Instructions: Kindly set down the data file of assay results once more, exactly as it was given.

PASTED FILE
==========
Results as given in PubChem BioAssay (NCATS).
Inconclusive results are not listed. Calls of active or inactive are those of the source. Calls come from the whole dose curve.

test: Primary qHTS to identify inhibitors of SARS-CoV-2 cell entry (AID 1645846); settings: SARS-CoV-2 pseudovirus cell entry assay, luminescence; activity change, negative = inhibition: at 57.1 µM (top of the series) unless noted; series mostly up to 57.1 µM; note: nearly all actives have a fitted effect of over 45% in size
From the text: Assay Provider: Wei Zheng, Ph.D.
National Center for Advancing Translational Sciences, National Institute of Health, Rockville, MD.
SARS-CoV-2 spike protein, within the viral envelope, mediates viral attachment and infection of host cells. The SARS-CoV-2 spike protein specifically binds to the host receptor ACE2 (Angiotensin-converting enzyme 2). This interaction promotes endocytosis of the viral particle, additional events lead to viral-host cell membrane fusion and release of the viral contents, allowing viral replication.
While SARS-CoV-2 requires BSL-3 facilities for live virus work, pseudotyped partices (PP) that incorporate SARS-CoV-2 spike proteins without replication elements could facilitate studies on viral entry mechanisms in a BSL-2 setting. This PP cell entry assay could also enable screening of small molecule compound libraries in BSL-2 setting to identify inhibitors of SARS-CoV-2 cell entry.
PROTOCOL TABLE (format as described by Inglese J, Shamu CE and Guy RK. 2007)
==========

Results as given in PubChem BioAssay (NCATS).
Inconclusive results are not listed. Calls of active or inactive are those of the source. Calls come from the whole dose curve.

test: Primary qHTS to identify inhibitors of SARS-CoV-2 cell entry (AID 1645846); settings: SARS-CoV-2 pseudovirus cell entry assay, luminescence; activity change, negative = inhibition: at 57.1 µM (top of the series) unless noted; series mostly up to 57.1 µM; note: nearly all actives have a fitted effect of over 45% in size
From the text: Assay Provider: Wei Zheng, Ph.D.
National Center for Advancing Translational Sciences, National Institute of Health, Rockville, MD.
SARS-CoV-2 spike protein, within the viral envelope, mediates viral attachment and infection of host cells. The SARS-CoV-2 spike protein specifically binds to the host receptor ACE2 (Angiotensin-converting enzyme 2). This interaction promotes endocytosis of the viral particle, additional events lead to viral-host cell membrane fusion and release of the viral contents, allowing viral replication.
While SARS-CoV-2 requires BSL-3 facilities for live virus work, pseudotyped partices (PP) that incorporate SARS-CoV-2 spike proteins without replication elements could facilitate studies on viral entry mechanisms in a BSL-2 setting. This PP cell entry assay could also enable screening of small molecule compound libraries in BSL-2 setting to identify inhibitors of SARS-CoV-2 cell entry.
PROTOCOL TABLE (format as described by Inglese J, Shamu CE and Guy RK. 2007)